Victim of the Times and Rival Tractor Companies

The promising Grain Belt tractor was swamped by stiff competition from hundreds of other tractor companies and ultimately discontinued.

| May 2015

  • Grain Belt 18-36 tractor
    By the time this photo of a Grain Belt 18-36 was taken, Grain Belt Mfg. Co. had merged with two other companies, setting the stage for an uncertain future.
    Photo courtesy Richard Birklid
  • 1917 Grain Belt 15-30 tractor
    In 1917, this Grain Belt 15-30 tractor was used near Litchville, N.D. The bank there had invested a great deal of money in the company, and lost it all. This single tractor was its payment. It came to Litchville on a flatcar and was unloaded and bought by an area farmer, who eventually quit using it and put it in his shed. When he decided to put his new combine in his shed, he removed the Grain Belt and sold it for junk.
    Photo courtesy Richard Birklid
  • Grain Belt 18-36 tractor turning sod
    This Grain Belt 18-36 tractor is turning sod at the 1919 Interstate Fair in Fargo, N.D. Fairs were of huge interest to farmers. Each fair had a "machinery hill," where the newest tractor models and other machinery were exhibited.
    Photo courtesy Richard Birklid
  • 1919 Grain Belt tractor
    A stern trio poses with a Grain Belt tractor in front of the company's factory in 1919.
    Photo courtesy Richard Birklid
  • Radial drill at the Grain Belt Mfg. Co. factory
    A look inside Grain Belt Mfg. Co., showing a radial drill in use.
    Photo courtesy Richard Birklid
  • Mammoth lathe at the Grain Belt Mfg. Co. factory
    A mammoth lathe at work in the Grain Belt Mfg. Co. factory.
    Photo courtesy Richard Birklid
  • Grain Belt tractor ad
    In this 1917 ad, Grain Belt Tractor Co. took advantage of farmers' fears about dirt eating up open gears on tractors. It possessed extra-wide wheels 5 feet in diameter with an 18-inch face, and all the gears and bearings were in an oil-tight case.
    Image courtesy Bill Vossler

  • Grain Belt 18-36 tractor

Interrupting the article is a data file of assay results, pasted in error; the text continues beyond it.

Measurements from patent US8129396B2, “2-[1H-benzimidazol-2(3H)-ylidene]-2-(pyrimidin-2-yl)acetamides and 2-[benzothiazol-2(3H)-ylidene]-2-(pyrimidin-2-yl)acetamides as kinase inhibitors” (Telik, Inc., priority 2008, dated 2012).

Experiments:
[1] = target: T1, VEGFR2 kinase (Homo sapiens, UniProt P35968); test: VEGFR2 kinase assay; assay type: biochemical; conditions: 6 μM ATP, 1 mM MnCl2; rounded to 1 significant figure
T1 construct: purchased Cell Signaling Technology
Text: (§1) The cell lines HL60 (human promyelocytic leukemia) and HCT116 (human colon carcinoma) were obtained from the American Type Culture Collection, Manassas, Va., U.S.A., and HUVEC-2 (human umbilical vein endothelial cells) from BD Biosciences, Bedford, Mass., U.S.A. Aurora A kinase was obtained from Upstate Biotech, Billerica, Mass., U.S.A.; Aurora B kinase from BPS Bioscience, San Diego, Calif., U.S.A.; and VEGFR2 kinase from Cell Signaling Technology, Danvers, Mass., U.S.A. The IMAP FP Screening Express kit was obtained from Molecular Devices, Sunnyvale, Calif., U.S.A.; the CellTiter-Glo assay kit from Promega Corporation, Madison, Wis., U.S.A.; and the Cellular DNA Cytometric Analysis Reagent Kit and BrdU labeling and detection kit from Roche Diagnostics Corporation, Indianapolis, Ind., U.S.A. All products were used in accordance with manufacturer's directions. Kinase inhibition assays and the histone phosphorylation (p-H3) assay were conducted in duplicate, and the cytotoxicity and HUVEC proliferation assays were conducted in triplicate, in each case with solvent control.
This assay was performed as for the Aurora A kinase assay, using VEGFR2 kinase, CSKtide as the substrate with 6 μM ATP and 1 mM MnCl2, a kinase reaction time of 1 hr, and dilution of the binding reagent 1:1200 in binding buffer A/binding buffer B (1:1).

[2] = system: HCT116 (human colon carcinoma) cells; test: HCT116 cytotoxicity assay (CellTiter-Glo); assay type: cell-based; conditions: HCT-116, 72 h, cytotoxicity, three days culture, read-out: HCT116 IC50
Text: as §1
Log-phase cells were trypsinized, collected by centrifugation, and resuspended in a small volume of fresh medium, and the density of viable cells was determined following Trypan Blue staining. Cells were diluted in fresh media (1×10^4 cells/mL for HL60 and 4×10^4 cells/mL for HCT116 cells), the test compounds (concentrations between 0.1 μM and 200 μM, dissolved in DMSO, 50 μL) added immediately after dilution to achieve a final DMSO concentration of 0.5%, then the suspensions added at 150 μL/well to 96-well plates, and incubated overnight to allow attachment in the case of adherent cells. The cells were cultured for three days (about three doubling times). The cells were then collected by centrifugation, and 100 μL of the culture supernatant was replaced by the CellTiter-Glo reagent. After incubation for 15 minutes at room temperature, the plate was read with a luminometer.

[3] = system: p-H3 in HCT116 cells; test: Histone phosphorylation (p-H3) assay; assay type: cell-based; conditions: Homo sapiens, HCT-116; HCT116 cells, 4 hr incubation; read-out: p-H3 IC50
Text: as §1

• 1917 Grain Belt 15-30 tractor
  • Grain Belt 18-36 tractor turning sod
  • 1919 Grain Belt tractor
  • Radial drill at the Grain Belt Mfg. Co. factory
  • Mammoth lathe at the Grain Belt Mfg. Co. factory
  • Grain Belt tractor ad

The Grain Belt tractor suffered from the same pangs as those endured by most new tractor companies before 1920: strong competition from hundreds of companies trying to break into the suddenly wide-open need for small tractors like the 15-30 Grain Belt, which weighed 5,700 pounds.

These were years of great hype, seemingly the norm for the times, so future buyers could hardly be blamed for being flummoxed as they tried to figure out which might be the best machine for their needs. With three years remaining until the Nebraska Tractor Tests would begin to help rate tractors – sorting the gold from the dross – buying a tractor was a hit-or-miss affair.

The Feb. 28, 1917, issue of Farm Implements magazine describes the new Grain Belt tractor as “designed for those who want a light, substantial machine, of medium weight, designed and built to give the best service possible. The Grain Belt is substantially constructed, insuring long life and ample power, together with low fuel consumption.” Of course, none of the claims could be tested, unless another farmer had a similar machine.

Line launched in Minneapolis

In Fessenden, North Dakota, the Fessenden Free Press reported that the Grain Belt tractor was the invention of Chas. Himrich of Fessenden (though other references say Heinrich). The Jan. 31, 1917, issue of Farm Implements recorded that, “The Grain Belt Co. has been organized under the laws of Minnesota with capital stock of $1,000,000. The directors are Charles Himrich, Fessenden, N.D., C.R. Fletcher, Minneaplis, and Elmer Pitcher, Minneapolis.”



In Farm Tractors 1890-1980, author C.H. Wendel says that Grain Belt Tractor Co. began operations in Minneapolis in 1917. Pitcher, a well-known player in tractor circles of the time, was also involved in the company’s organization. He may even have been involved in the tractor’s design. Among many patents issued to him was one for a Liberty tractor, though it was not granted until 1919. Despite claims that Himrich (or Heinrich) held patents on the Grain Belt, none have ever been found.

Though some references say the first Grain Belt was a 15-35, it was more likely a 15-30, judging by a 1917 ad announcing that model and indicating that the machine was built in Minneapolis at 2115 Como Avenue Southeast.